Tuesday, October 4, 1 pm US EDT/10 am US PDT/5 pm UTC. Presented by: Chris Clapp of The Ocean Sewage Alliance. Description: Roughly 80% or more of the world’s sewage enters the oceans completely untreated or poorly treated, stressing many ecosystems to the point of collapse. This challenge goes largely unnoticed until a crisis happens – a fishery is lost, beaches get closed, or, worse, people get seriously ill. The Ocean Sewage Alliance was formed to break the silence about ocean sewage pollution and bring a sense of urgency to public discourse on the issue. We do so by simultaneously raising awareness about the problem and highlighting the many opportunities that arise from addressing sewage pollution – opportunities in the form of resource recovery, job creation, and risk avoidance.
POSTPONED Presented by: Steven Mana‘oakamai Johnson of Arizona State University. A fundamental challenge in ocean conservation is translating the results of climate models into forms that managers and others can use to plan for the future. Using techniques from information theory, the Ocean Novelty (ONo) Index provides a simple and intuitive way to understand how climate change will alter key ocean biogeochemical variables. This measure can help MPA managers know what they need to prioritize in their planning and design policies and regulations that help their MPA keep pace with expected shifts in the ecosystem state. This webinar will share how the ONo Index is calculated and walk through an application for large MPAs. We will also be asking attendees to share their experiences and challenges using climate change data and scenarios in their MPA planning.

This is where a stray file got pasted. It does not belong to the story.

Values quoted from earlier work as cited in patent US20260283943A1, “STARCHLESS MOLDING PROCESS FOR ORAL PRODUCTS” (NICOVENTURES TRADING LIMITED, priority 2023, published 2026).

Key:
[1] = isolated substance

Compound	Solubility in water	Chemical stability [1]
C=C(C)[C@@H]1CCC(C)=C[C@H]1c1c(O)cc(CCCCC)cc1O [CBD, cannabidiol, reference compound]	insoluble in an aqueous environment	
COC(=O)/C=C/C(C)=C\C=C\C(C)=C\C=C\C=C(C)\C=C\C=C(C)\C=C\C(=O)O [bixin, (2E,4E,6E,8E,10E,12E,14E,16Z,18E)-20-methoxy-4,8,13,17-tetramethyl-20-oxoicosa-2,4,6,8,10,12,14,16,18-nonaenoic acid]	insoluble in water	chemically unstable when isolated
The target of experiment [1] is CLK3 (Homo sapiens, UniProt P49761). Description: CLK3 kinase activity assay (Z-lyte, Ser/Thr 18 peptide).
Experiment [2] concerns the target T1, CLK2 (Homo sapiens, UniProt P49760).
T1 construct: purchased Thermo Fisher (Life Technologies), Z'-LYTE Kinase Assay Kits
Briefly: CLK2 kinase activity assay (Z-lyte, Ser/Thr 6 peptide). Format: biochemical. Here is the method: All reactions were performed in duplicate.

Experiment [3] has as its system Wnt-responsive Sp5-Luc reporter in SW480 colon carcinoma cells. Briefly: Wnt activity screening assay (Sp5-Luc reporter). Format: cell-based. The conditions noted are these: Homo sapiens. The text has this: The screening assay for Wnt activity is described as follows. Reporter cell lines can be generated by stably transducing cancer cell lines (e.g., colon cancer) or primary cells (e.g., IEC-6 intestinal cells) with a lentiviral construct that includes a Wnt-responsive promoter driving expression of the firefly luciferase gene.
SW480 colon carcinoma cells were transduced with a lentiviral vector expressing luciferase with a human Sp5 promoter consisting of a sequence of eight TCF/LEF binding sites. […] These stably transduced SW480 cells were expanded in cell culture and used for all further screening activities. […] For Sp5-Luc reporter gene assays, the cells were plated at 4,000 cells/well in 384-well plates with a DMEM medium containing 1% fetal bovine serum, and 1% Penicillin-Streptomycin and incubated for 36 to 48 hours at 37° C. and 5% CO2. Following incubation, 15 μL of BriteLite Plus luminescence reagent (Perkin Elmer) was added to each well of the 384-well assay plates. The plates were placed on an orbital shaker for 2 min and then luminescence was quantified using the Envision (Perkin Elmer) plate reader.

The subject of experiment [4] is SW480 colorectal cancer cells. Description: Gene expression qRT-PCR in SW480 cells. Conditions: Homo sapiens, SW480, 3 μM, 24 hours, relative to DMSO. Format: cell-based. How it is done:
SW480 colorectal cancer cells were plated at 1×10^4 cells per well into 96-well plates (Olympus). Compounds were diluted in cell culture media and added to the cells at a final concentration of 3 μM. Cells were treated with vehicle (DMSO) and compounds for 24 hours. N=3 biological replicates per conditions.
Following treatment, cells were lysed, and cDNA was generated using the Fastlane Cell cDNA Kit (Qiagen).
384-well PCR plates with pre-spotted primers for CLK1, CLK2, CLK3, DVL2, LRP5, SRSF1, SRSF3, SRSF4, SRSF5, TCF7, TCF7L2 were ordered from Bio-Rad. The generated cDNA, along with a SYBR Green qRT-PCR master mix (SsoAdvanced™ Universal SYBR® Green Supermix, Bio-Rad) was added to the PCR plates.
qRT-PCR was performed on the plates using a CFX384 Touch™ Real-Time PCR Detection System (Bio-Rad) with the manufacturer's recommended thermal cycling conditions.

This webinar originally aired on February 24, 2022. Presented by: Steve Morrison of NOAA, Jenna Jambeck of the University of Georgia, and Keri Browder of the Ocean Conservancy. This webinar will present the NOAA Marine Debris Program and its partnerships to curb plastic waste. It will cover the program’s overarching portfolio and goals as well as one of its programs – Urban Ocean. Led by Ocean Conservancy and in close collaboration with University of Georgia’s New Materials Institute and Circularity Informatics Lab, Urban Ocean provides a platform for city governments to connect with one another as well as with community leaders, academia, and the private sector to develop, share, and scale solutions to the ocean plastics crisis while progressing their broader urban development priorities. The webinar will showcase Urban Ocean’s recent findings and outputs, including the results of the Circularity Assessment Protocol in each of the learning cities and the recently released Urban Ocean Toolkit.